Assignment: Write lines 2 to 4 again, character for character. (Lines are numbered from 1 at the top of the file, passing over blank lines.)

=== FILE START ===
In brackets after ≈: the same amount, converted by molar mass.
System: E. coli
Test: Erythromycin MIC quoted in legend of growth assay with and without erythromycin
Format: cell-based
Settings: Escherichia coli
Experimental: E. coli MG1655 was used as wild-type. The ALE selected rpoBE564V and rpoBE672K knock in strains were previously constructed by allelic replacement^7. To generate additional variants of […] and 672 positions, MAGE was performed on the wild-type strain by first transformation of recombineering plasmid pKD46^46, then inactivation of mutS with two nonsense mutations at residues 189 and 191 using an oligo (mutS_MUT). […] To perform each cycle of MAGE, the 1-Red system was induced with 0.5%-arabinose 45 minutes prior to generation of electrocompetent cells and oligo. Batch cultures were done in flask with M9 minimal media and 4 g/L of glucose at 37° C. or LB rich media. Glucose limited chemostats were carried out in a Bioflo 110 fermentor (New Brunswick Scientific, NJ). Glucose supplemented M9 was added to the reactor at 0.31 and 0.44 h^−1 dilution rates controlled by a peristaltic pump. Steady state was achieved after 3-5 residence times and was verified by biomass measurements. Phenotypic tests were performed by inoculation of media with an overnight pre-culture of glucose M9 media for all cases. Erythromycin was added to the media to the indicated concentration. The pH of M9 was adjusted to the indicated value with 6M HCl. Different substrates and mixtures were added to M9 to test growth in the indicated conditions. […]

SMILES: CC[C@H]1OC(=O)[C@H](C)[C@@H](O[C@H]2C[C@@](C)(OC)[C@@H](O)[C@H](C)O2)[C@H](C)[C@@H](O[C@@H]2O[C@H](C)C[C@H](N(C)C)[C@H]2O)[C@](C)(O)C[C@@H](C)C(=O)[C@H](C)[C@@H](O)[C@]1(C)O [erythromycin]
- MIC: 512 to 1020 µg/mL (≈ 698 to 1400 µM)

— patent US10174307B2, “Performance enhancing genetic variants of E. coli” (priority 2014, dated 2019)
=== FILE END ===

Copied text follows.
System: E. coli
Test: Erythromycin MIC quoted in legend of growth assay with and without erythromycin
Format: cell-based